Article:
Monday, November 11, 1996
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Newsmen Rush to Board the Brinkley Juggernaut of Filth

Wash, DC - (Nov. 11) - Veteran TV newscaster, David Brinkley, has accidentally launched the first "exciting new development" in TV journalism, since John Cameron Swayze stopped smoking.

Brinkley, whose famous "end pieces" actually make Andy Rooney seem funny and insightful by comparison, made his conceptual breakthrough early Wednesday morning, following the elections, by uttering, on air, perhaps the first honestly heartfelt statement ever made by any journalist in any medium at any time in the entire history of journalism.

Pretending to think that both his microphone and his hearing aid were turned off, Brinkley proceeded to launch, in the direction of the newly re-elected President, a stream of invective so vile as to defame the basic precepts of most civilized world cultures and so immoral as to violate all fundamental moral commandments of most world religions.

Though Brinkley pretended to apologize to the President on his Sunday show, claiming it had been "a long hard day" and the President pretended to accept by saying, "That's OK, I know exactly how you feel, I've been hard all day long a few times myself, ya senile sack of shit," Brinkley's ratings still doubled their usual numbers, and the media copycat feeding frenzy was on:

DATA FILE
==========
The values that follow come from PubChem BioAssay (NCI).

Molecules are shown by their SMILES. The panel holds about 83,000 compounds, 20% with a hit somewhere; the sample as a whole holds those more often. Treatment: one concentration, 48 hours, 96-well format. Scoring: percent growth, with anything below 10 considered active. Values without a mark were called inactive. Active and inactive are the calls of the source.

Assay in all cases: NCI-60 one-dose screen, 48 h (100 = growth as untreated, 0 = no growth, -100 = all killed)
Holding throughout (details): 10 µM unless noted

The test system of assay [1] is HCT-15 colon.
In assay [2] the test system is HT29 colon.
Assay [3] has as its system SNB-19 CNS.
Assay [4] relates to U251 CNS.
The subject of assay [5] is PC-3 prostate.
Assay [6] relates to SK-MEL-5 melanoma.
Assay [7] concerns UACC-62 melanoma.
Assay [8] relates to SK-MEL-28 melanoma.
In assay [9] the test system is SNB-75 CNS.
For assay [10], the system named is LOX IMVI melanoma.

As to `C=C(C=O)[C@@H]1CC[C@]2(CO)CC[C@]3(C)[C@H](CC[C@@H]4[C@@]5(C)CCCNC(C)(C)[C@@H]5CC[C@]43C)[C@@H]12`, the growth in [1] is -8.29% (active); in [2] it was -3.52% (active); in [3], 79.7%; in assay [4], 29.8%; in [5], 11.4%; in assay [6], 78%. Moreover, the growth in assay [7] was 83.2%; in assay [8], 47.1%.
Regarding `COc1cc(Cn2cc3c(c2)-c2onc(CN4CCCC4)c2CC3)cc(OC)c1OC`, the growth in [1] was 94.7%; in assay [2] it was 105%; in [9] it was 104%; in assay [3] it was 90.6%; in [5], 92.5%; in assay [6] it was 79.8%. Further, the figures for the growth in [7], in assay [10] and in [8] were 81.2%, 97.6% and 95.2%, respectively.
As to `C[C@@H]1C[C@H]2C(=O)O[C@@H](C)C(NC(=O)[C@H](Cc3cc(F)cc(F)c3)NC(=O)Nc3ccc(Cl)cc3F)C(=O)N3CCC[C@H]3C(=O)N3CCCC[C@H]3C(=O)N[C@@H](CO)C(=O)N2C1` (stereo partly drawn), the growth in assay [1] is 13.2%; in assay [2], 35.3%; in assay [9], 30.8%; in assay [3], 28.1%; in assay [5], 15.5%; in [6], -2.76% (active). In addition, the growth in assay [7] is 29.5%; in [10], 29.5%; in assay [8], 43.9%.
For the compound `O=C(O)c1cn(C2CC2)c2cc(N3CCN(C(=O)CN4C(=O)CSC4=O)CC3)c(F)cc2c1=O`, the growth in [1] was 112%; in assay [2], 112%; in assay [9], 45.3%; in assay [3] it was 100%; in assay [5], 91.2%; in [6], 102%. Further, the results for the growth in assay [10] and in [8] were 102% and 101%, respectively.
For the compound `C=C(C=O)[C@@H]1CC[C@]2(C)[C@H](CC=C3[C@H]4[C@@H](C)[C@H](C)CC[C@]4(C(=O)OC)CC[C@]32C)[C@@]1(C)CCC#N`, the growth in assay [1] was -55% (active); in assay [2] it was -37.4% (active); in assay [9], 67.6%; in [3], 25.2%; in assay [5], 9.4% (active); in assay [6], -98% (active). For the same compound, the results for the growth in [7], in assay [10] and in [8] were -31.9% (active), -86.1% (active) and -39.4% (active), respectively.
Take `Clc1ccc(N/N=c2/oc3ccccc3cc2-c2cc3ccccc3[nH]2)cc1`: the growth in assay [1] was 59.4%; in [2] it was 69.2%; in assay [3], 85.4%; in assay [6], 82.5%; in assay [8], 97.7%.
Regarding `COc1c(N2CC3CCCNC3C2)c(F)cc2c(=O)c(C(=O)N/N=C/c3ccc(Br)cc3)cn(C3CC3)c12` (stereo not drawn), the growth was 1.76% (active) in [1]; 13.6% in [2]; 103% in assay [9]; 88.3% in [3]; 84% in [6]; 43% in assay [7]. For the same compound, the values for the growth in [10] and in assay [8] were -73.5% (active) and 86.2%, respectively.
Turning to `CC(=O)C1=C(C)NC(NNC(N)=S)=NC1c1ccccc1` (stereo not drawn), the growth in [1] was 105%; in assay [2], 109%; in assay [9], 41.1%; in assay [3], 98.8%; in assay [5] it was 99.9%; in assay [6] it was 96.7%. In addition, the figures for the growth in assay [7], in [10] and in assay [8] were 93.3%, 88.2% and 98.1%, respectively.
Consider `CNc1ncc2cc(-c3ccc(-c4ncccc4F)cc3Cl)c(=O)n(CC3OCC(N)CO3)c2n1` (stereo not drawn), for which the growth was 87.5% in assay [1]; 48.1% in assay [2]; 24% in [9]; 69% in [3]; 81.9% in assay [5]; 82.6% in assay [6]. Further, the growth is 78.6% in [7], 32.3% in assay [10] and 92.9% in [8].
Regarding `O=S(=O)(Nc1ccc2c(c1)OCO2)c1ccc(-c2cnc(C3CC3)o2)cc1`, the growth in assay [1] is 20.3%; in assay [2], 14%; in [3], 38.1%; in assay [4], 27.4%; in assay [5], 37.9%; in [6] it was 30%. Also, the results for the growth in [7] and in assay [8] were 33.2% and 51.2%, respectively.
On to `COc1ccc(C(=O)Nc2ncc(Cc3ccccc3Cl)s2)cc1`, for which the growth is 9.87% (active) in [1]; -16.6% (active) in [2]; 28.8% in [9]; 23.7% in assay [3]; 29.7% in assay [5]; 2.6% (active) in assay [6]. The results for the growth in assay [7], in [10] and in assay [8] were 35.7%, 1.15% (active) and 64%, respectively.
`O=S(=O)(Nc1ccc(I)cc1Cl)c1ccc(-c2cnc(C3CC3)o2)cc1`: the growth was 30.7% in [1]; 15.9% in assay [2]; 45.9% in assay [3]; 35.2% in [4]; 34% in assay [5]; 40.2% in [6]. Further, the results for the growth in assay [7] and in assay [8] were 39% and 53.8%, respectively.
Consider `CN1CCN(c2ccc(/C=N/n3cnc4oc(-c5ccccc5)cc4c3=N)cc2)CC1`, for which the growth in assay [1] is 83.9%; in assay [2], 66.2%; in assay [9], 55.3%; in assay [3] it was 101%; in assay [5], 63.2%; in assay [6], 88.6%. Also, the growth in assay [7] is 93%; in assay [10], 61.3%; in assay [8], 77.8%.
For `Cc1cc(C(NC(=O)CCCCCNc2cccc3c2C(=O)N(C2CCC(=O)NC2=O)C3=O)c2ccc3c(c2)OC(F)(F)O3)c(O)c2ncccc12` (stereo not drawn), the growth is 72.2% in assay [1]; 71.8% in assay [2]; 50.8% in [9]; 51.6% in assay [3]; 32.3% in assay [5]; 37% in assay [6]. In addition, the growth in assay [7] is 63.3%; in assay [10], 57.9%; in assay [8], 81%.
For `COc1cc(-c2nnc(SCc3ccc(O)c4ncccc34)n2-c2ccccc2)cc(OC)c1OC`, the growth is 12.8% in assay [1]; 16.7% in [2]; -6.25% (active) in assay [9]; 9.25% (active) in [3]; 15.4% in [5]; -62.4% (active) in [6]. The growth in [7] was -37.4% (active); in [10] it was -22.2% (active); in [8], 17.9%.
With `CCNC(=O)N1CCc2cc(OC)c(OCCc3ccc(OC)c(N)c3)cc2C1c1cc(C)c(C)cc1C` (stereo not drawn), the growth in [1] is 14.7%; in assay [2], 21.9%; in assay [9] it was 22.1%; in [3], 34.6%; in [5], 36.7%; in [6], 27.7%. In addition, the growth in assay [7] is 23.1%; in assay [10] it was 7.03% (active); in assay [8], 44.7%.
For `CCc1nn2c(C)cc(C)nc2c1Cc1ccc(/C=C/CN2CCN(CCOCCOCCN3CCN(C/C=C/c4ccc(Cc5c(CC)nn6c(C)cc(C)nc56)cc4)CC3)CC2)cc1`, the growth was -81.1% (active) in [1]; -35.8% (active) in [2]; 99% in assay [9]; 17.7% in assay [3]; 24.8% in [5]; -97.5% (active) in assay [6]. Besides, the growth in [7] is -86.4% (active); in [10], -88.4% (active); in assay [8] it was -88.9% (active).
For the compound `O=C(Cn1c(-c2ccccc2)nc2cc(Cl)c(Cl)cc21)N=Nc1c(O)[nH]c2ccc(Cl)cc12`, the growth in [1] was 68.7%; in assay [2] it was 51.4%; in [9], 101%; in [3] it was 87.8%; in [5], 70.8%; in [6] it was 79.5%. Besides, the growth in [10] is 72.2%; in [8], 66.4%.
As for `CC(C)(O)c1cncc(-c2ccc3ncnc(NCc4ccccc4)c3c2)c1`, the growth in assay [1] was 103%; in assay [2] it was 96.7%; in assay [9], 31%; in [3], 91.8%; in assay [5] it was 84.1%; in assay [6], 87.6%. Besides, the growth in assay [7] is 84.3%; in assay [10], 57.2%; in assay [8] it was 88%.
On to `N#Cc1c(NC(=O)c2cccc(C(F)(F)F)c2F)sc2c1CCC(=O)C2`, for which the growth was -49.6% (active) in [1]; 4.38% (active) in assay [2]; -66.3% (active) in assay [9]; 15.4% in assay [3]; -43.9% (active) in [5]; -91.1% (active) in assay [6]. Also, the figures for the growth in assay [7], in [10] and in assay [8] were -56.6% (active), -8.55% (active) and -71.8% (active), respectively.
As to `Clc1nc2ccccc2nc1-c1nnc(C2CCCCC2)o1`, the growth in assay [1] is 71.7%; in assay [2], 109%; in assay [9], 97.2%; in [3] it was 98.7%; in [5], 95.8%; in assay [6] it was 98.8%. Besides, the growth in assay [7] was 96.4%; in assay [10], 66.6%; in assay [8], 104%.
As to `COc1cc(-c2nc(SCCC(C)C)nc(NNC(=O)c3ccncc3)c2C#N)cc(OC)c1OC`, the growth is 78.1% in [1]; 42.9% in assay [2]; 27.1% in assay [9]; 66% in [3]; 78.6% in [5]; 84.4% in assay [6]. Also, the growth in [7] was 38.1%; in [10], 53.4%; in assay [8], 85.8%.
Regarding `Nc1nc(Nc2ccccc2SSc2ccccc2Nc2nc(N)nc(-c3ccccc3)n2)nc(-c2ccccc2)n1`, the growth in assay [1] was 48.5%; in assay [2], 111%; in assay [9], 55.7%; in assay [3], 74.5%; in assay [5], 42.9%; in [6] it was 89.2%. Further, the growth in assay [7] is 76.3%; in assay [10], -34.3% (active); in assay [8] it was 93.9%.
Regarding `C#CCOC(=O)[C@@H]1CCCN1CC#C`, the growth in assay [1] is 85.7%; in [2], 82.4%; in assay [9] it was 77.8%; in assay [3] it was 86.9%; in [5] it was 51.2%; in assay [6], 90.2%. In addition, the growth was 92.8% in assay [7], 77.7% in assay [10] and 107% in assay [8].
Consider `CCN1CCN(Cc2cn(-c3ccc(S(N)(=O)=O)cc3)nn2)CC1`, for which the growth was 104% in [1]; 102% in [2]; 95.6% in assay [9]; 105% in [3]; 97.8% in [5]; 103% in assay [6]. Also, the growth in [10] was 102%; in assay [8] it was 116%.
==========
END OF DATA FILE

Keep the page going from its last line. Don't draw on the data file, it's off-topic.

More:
1. According to an informed source at ABC, Peter Jennings will begin tonight's (and every night's) ABC Evening Report with a new trademark opening: "Good Evening, Sl*m*b*gs and M*th*rf*ckers, here's the news..."

2. A source inside the CBS News Division informs us that Dan Rather's new closing line, beginning this evening, will be, "And that's the way it was, today, November 11, 1996 -- and if you don't like it, you can blow me!"

3. Not to be outdone, Ted Koppel will end all future Nightlines by dropping his pants and saying, into the camera, "So suck on this, America!" Though, at press time, it was still being decided whether he'd do this in front of, or behind, his anchor desk, and whether or not there'd be any accompanying music or, say, a drum roll.

4. Even columnists in small town newspapers have jumped on the bandwagon, and columns that used to be named things like "Around Town," or "The Lighter Side," are suddenly being switched to names like, "Man, What a Load a' B*llsh*t," or "St*ck *t *p Y**r *ss!"

According to an analyst, Brinkley's conceptual breakthrough will now make it possible for journalists and politicians to freely say exactly how they feel about each other, about themselves and, most significantly, they'll be able to say exactly how they feel about their constituents, the people who love and trust and honor and revere them and pay their salaries and allow them to have such cushy lives of sex and power from which they can leisurely let the American people know what a f*ck*ng buncha l*s*rs and m*r*ns they are.

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